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Generation of HIV-1-specific T cells by electroporation of T-cell receptor RNA


Hofmann, C; Harrer, T; Kubesch, V; Maurer, K; Metzner, K J; Eismann, K; Bergmann, S; Schmitt-Haendle, M; Schuler, G; Dörrie, J; Schaft, N (2008). Generation of HIV-1-specific T cells by electroporation of T-cell receptor RNA. AIDS, 22(13):1577-1582.

Abstract

BACKGROUND: HIV-1-specific cytotoxic T lymphocytes, which recognize conserved epitopes of the virus, are correlated with prolonged survival of infected individuals. Unfortunately, most HIV-1-infected patients are unable to generate such an immune response. Antigen-specific cytotoxic T lymphocytes can be generated by T-cell receptor transfer. This is commonly done by retroviral transduction, which is complicated and poses the threat of stable genetic alteration of autologous cells. METHODS: We reprogrammed primary CD8+ T cells by electroporation of RNA, which encoded an HIV-1-pol- and an HIV-1-gag-specific T-cell receptor recognizing the human leukocyte antigen-A2 restricted epitopes ILKEPVHGV and SLYNTVATL, respectively. RESULTS: These reprogrammed cells specifically produced the proinflammatory cytokines interleukin-2, tumor necrosis factor-alpha, and interferon-gamma after stimulation with target cells that presented the corresponding peptides, and were able to lyse these targets efficiently and specifically. The lytic avidities of the HIV-1-pol- and HIV-1-gag-TCR-RNA-electroporated CD8+ T cells were within the same range than those of the parental cytotoxic T lymphocytes. Most importantly, HIV-1-gag-reprogrammed T cells recognized target cells that presented endogenously processed antigen, which resulted in cytokine production and lysis. CONCLUSION: It is shown here for the first time that functional transfer of virus-specific T-cell receptors by RNA electroporation is feasible, and represents an innovative, safe, and easy method to generate virus-specific T cells, avoiding the risks of retroviral transduction.

Abstract

BACKGROUND: HIV-1-specific cytotoxic T lymphocytes, which recognize conserved epitopes of the virus, are correlated with prolonged survival of infected individuals. Unfortunately, most HIV-1-infected patients are unable to generate such an immune response. Antigen-specific cytotoxic T lymphocytes can be generated by T-cell receptor transfer. This is commonly done by retroviral transduction, which is complicated and poses the threat of stable genetic alteration of autologous cells. METHODS: We reprogrammed primary CD8+ T cells by electroporation of RNA, which encoded an HIV-1-pol- and an HIV-1-gag-specific T-cell receptor recognizing the human leukocyte antigen-A2 restricted epitopes ILKEPVHGV and SLYNTVATL, respectively. RESULTS: These reprogrammed cells specifically produced the proinflammatory cytokines interleukin-2, tumor necrosis factor-alpha, and interferon-gamma after stimulation with target cells that presented the corresponding peptides, and were able to lyse these targets efficiently and specifically. The lytic avidities of the HIV-1-pol- and HIV-1-gag-TCR-RNA-electroporated CD8+ T cells were within the same range than those of the parental cytotoxic T lymphocytes. Most importantly, HIV-1-gag-reprogrammed T cells recognized target cells that presented endogenously processed antigen, which resulted in cytokine production and lysis. CONCLUSION: It is shown here for the first time that functional transfer of virus-specific T-cell receptors by RNA electroporation is feasible, and represents an innovative, safe, and easy method to generate virus-specific T cells, avoiding the risks of retroviral transduction.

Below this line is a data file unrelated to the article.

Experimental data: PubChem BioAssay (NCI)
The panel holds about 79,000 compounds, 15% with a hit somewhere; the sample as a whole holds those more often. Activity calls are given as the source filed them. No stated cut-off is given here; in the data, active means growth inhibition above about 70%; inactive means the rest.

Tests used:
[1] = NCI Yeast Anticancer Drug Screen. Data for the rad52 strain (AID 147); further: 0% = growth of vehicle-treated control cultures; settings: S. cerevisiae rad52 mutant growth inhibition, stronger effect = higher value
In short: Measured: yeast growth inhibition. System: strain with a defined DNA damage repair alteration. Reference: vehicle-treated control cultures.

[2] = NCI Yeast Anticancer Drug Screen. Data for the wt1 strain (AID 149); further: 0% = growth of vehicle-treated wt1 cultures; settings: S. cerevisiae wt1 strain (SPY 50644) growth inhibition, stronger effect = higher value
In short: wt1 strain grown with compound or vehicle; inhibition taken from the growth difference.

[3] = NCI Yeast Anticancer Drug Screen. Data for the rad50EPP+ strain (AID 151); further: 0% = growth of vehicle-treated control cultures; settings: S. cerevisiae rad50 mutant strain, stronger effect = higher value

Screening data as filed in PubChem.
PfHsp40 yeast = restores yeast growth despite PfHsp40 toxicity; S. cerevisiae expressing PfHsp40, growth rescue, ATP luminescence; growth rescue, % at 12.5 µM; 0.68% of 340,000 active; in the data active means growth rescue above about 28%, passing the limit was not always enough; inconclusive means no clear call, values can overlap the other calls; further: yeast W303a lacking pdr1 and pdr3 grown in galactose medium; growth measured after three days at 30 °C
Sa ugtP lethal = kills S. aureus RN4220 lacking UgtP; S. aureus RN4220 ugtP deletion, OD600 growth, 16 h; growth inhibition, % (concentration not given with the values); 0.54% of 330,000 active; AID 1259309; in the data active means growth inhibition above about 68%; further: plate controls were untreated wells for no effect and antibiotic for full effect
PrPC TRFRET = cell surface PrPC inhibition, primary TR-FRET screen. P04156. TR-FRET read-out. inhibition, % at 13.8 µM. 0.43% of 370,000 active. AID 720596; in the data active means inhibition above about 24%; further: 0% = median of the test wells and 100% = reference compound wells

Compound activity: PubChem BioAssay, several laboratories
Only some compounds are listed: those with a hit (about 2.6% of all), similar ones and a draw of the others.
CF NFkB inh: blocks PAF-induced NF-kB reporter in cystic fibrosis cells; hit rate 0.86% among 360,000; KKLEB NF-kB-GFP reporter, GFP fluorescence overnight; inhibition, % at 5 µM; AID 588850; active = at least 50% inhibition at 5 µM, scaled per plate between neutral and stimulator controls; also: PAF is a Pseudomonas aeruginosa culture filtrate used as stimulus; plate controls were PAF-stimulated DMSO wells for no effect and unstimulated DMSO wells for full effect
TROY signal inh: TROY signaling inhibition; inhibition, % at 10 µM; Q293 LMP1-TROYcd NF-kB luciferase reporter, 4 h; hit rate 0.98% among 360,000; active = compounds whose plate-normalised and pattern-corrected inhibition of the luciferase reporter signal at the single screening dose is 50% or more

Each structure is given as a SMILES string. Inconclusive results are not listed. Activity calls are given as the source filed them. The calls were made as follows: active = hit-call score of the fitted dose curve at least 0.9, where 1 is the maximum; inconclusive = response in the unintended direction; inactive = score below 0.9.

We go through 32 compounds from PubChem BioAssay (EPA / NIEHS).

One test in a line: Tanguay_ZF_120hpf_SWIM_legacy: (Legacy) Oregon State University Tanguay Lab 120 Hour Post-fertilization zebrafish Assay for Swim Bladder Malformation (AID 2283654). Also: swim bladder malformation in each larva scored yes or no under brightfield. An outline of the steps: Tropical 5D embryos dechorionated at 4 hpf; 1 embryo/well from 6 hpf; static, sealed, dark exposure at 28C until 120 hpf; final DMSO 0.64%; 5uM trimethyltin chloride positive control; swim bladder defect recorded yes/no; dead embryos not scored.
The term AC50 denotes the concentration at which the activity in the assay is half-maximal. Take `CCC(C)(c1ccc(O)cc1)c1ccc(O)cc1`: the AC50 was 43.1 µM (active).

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10 citations in Scopus®
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Additional indexing

Item Type:Journal Article, refereed, original work
Communities & Collections:04 Faculty of Medicine > University Hospital Zurich > Clinic for Infectious Diseases
Dewey Decimal Classification:610 Medicine & health
Language:English
Date:20 August 2008
Deposited On:15 Dec 2008 15:26
Last Modified:05 Apr 2016 12:42
Publisher:Lippincott Wiliams & Wilkins
ISSN:0269-9370
Publisher DOI:https://doi.org/10.1097/QAD.0b013e3283063a17
PubMed ID:18670216

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